Hello from your Friend in japan, J-List! We’re busy preparing for the San Diego Comicon next week, but we thought we’d get the fun started early be launching our Comicon 5% Off Sale early! (Use code SDCC2016, $60 minimum required.
It’s quite a common thing for me to open my RSS feed and see yet another article about a drop in Japan’s population. This time it seems that the number of Japanese in the world has dropped below 126 million after peaking in 128 million in 2010, as outgoing deaths outstrip incoming births with no meaningful immigration to help balance things. What effect will this population fall really have on Japan in the decades going forward? It’s hard to say. Japan is a densely populated and prosperous country with a high standard of living, though as the population falls, especially in rural areas, economic activity must presumably drop. (Would you build a shopping mall in a rural city in Japan?) Unfortunately there’s more bad news on the horizon. In 1966, Japan’s number of births fell by 8% due to a widely held (but silly) superstition called Hinoeuma or “Fire Horse,” which says that girls born in a specific Year of the Horse would be headstrong and bad luck for their husbands, and thus unable to marry. Unfortunately, a new Hinoeuma year is now just ten years away, which means the government should make stamping out this superstition a priority by 2026.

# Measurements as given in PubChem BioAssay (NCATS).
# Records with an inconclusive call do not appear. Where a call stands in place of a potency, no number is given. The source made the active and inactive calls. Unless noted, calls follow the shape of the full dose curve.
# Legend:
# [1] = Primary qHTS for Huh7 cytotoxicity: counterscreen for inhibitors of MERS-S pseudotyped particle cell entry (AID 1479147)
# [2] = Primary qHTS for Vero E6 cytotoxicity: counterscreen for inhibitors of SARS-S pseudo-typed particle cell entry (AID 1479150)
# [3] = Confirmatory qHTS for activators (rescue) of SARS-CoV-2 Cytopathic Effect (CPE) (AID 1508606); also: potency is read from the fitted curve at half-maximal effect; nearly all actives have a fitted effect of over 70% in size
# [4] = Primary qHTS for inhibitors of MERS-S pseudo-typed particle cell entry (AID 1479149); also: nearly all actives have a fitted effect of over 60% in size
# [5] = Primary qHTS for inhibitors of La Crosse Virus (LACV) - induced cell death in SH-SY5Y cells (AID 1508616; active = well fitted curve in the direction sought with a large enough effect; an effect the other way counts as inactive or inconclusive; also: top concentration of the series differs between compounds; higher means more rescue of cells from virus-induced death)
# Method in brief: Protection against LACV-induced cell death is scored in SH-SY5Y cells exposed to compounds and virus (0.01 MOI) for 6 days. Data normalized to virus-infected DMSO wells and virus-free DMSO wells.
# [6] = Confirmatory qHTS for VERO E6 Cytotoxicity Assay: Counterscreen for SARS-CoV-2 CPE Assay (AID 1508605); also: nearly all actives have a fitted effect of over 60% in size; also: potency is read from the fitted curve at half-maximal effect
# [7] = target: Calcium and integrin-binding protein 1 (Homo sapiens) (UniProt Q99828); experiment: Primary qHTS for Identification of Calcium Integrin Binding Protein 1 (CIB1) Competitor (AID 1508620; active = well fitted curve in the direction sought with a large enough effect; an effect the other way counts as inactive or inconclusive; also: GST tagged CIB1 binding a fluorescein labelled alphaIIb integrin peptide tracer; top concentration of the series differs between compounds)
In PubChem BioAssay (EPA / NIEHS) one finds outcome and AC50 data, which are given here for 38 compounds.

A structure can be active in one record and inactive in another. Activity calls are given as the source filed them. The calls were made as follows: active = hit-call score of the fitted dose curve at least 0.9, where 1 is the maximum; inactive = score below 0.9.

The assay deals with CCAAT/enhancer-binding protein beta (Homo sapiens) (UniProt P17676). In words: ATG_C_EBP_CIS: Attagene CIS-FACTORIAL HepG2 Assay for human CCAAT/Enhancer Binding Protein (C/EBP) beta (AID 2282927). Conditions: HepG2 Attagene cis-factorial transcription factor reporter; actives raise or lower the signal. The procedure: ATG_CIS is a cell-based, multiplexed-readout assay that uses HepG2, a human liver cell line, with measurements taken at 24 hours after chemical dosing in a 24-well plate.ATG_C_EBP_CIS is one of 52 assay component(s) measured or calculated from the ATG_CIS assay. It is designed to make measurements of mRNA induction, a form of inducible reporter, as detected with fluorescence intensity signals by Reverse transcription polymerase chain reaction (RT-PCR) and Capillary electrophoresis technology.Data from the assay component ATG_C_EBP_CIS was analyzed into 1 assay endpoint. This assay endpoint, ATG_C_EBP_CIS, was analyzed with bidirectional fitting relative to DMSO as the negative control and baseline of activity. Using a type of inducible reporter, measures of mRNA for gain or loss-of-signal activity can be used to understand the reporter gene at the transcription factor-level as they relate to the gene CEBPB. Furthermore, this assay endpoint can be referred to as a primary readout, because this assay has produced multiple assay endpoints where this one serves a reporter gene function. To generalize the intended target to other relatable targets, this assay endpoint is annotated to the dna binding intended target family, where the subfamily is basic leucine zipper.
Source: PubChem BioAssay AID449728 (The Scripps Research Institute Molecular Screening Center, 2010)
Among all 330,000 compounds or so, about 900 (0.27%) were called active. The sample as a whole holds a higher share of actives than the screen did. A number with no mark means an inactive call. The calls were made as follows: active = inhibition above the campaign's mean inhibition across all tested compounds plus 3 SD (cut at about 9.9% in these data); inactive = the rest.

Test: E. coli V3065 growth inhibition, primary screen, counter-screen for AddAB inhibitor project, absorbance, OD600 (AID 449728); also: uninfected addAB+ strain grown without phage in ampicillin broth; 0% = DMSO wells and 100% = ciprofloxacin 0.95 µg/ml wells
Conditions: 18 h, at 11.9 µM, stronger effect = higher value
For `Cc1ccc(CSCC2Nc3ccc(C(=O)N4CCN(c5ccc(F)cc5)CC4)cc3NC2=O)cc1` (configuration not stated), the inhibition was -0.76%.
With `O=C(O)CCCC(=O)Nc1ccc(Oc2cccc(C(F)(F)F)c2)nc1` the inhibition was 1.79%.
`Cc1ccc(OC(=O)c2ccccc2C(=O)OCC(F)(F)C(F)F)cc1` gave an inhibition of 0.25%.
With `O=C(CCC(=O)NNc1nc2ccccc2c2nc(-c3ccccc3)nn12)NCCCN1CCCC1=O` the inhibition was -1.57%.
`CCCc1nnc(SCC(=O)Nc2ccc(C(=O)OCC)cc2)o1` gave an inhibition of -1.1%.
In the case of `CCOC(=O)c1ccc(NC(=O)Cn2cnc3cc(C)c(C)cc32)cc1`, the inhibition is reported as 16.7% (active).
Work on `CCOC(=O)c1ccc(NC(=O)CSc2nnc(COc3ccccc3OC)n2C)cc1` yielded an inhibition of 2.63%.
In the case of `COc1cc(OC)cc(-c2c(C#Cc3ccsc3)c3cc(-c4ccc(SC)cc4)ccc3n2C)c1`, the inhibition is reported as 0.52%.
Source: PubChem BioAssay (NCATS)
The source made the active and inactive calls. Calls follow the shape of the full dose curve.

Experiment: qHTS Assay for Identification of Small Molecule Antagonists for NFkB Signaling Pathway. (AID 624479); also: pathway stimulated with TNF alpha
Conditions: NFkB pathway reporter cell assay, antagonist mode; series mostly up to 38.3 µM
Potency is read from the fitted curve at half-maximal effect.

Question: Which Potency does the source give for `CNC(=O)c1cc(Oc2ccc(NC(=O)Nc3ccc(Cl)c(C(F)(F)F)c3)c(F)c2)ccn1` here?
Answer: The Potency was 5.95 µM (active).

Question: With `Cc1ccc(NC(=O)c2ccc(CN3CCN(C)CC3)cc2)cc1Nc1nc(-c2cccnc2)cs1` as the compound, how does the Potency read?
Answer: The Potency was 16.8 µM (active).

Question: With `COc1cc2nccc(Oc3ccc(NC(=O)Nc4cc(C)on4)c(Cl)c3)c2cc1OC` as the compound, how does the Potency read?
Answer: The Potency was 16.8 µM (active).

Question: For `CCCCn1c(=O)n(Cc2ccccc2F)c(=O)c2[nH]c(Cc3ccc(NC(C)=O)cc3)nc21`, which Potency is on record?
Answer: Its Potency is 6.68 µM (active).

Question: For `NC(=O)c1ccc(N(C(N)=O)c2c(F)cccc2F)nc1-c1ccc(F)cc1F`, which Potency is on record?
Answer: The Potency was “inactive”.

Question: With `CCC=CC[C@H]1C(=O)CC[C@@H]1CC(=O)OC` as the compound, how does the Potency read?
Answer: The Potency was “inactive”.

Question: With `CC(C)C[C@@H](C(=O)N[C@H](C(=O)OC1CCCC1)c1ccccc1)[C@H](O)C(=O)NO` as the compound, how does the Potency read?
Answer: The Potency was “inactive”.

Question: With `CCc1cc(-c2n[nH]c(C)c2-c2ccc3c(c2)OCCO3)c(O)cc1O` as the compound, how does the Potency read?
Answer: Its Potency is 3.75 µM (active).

Being half Japanese and half American, my kids didn’t always fit the mold that was prepared for them here in Japan. At my daughter’s junior high school they had something called 風紀検査 fuuki kensa, which is an inspection by the teachers or the student council to make sure the students aren’t doing scandalous things like dyeing their hair, shortening the hems of their skirts or painting their fingernails. Once my daughter got stopped and asked why she had lightened her hair, but of course it was her natural color, which caused a bit of a logical disconnect until the school realized she was haafu (half Japanese). Pierced ears are also a no-no in conservative Japanese schools, and the teachers were amazed to see that my daughter had had her ears pierced as a child, which is unthinkable here.
At J-List we sell a lot of fun Sailor Moon items, and one of our favorites are the Sailor Moon Schedule Books we sell every year, which let you have a great time with your favorite Sailor-senshi all year long. The books include full 2017 calendars, with address pages, pages for taking notes, and everything you need to keep organized all year long. The deadline to order the schedule books is July 20, so order the ones you want now!! Make sure you order during our sale!